Christchurch's Cashmere High School is reeling after Friday's terror attack left two current students and a recent past student dead.
Another student from Cashmere High School is in hospital with gunshot wounds.
"We became aware of an incident at the mosque, and we were aware we had three students signed out with an absence to attend Friday prayers," Cashmere High School principal Mark Wilson told Newshub.
On Monday, Wilson confirmed the deaths of current students Sayaad Milne, and Hamza Mustafa, as well as past student Tariq Omar.
Sayyad Milne was 14. Wilson described him as "an awesome kid, with kind eyes, a big heart and a cheeky smile".
- As it happened: 49 killed, 48 injured in Christchurch terror attack
- 'I don't hate him, I love him': Widower forgives Christchurch gunman who killed his wife
- Politicians, global media react to Christchurch shooting
"He was planning to be an engineer or an architect."
- Need to Talk? - Call or text 1737
Hamza Mustafa was 16. Wilson says he and his family had fled the civil war in Syria, and that Hamza was an excellent horse rider, who wanted to be a veterinarian.
"He was a great student, a compassionate young man, and despite not being here very long he had made a lot of friends," said Wilson.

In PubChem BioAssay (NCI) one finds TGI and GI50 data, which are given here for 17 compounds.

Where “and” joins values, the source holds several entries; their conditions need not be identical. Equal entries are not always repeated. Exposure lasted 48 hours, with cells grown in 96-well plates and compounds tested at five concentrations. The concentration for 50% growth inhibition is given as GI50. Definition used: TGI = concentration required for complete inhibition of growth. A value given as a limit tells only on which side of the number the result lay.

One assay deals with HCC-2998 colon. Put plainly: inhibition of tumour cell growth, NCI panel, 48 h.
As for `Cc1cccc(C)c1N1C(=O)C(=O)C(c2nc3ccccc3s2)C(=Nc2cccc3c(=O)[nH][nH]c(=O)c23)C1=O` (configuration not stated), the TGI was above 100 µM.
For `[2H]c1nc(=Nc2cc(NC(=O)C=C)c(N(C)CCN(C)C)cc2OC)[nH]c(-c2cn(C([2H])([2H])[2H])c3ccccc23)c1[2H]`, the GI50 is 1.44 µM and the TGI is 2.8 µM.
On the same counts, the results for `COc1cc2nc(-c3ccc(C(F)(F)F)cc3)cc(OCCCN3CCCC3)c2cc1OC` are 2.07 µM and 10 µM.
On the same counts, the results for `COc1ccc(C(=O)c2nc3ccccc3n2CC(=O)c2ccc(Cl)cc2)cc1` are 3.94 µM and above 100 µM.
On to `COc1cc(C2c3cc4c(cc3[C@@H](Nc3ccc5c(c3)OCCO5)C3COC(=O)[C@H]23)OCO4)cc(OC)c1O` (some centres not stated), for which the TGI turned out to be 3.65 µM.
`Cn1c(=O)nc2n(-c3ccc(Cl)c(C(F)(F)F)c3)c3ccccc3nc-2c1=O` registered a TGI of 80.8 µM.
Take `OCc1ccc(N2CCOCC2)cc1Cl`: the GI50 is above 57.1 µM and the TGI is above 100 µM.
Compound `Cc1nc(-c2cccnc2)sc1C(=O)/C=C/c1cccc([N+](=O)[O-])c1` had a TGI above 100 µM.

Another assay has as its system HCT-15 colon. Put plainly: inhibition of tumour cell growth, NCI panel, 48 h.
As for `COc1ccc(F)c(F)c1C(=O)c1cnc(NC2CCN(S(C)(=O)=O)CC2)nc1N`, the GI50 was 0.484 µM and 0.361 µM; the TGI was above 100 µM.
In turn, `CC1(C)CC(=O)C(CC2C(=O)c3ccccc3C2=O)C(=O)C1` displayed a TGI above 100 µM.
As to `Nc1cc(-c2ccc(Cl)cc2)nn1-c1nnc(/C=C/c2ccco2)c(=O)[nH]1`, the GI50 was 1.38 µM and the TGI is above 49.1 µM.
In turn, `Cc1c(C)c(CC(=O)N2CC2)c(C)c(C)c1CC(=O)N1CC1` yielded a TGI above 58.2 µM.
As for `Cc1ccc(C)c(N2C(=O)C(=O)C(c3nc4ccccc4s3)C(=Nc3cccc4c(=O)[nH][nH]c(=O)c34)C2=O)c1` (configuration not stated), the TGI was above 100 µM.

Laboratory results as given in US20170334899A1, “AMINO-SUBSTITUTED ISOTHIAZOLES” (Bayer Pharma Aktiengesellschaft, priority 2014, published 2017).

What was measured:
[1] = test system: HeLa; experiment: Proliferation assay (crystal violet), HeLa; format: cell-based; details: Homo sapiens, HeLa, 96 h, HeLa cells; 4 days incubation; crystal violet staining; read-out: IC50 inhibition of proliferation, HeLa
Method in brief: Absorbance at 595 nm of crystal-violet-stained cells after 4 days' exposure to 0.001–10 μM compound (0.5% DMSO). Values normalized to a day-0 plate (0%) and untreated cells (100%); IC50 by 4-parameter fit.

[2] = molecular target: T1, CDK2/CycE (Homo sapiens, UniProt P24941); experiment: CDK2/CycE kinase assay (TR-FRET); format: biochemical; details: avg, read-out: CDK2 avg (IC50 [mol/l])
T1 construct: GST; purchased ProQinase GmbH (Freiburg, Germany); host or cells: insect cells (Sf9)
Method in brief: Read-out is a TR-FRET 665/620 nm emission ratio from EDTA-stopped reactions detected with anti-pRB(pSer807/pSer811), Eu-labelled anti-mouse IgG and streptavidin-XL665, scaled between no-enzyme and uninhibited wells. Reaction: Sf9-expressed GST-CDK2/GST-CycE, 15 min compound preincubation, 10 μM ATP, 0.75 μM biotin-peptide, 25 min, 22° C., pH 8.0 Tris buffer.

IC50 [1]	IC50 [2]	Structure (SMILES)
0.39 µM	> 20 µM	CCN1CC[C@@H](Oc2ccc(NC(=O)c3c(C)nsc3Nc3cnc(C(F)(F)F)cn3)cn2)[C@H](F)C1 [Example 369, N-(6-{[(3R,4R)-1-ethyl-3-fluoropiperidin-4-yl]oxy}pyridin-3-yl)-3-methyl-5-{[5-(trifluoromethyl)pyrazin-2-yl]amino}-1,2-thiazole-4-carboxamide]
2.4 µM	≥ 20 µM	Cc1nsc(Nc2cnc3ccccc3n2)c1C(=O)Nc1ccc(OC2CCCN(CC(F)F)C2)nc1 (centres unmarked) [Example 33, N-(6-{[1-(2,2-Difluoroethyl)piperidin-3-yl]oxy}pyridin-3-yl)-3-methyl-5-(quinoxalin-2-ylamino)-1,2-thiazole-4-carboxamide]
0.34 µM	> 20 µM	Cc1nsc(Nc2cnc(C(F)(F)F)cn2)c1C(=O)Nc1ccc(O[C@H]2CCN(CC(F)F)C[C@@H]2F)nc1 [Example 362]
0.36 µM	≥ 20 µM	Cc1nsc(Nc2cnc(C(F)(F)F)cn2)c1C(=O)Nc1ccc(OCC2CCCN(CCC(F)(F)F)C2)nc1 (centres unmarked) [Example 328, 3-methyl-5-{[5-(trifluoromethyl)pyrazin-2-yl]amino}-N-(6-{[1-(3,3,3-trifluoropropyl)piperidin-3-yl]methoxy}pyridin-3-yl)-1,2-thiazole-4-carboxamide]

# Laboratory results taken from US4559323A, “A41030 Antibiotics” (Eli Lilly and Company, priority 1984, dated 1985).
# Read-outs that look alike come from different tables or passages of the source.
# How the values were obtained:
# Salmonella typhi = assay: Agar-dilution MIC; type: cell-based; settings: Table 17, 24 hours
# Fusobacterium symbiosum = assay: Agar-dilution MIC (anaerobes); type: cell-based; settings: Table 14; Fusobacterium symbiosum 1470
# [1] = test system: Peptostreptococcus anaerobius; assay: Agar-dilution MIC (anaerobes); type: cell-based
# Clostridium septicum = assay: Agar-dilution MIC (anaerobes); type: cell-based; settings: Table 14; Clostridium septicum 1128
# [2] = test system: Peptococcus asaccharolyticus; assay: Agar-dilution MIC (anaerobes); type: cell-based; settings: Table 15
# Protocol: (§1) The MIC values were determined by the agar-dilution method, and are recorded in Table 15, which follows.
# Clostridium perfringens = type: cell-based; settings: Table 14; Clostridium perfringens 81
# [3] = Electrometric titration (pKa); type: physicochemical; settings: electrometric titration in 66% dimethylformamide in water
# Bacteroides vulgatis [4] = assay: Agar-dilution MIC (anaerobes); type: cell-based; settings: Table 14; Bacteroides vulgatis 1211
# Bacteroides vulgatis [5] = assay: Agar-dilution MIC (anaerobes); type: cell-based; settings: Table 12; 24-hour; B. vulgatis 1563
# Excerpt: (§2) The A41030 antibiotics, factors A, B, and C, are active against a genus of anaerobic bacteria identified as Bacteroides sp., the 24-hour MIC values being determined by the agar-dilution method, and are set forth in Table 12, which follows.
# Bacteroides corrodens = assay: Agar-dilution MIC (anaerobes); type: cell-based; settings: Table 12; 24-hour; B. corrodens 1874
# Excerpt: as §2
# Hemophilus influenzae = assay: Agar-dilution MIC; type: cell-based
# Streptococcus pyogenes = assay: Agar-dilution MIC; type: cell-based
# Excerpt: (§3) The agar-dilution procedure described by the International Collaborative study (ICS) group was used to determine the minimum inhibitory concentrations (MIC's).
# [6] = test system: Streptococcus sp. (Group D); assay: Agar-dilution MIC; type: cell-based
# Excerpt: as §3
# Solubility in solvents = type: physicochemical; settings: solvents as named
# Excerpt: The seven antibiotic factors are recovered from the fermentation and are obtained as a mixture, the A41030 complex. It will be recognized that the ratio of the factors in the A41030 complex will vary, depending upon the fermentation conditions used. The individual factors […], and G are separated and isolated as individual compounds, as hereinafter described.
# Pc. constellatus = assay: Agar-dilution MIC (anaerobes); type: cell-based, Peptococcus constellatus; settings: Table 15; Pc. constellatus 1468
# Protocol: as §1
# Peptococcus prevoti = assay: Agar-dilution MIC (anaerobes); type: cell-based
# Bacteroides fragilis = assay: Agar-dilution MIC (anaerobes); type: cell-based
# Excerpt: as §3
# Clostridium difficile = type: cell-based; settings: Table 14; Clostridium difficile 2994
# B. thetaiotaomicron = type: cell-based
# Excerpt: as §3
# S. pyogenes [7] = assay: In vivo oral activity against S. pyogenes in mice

His younger brother, Zaid, is in hospital with gunshot wounds, and to add to the family's heartbreak, their father was also killed in the attack.
Tariq Omar, a past student of Cashmere High School was also murdered.
Two other fathers of pupils were also in the Al Noor Mosque at Deans Avenue. One was wounded, and one killed.
The tragedy has left Cashmere High School and the wider community shaken. But Wilson says the school and its teachers are working hard to support their students.
"Schools serve a really important function in establishing regular routine. When people are in a sense of trauma, that regular routine becomes really important."
"Teachers do a wonderful job in terms of knowing their students and being able to support their students," said Wilson.
He says the students have already stepped in to support their community, organising food drives and bake sales to raise money for the victim's families.
"Events like this don't define who we are. They don't define us as a city, and they don't define us as a country."
"You can get overwhelmed by the grief, and the darkness but our job is to shine some light. We need to articulate to our students and show that love will prevail."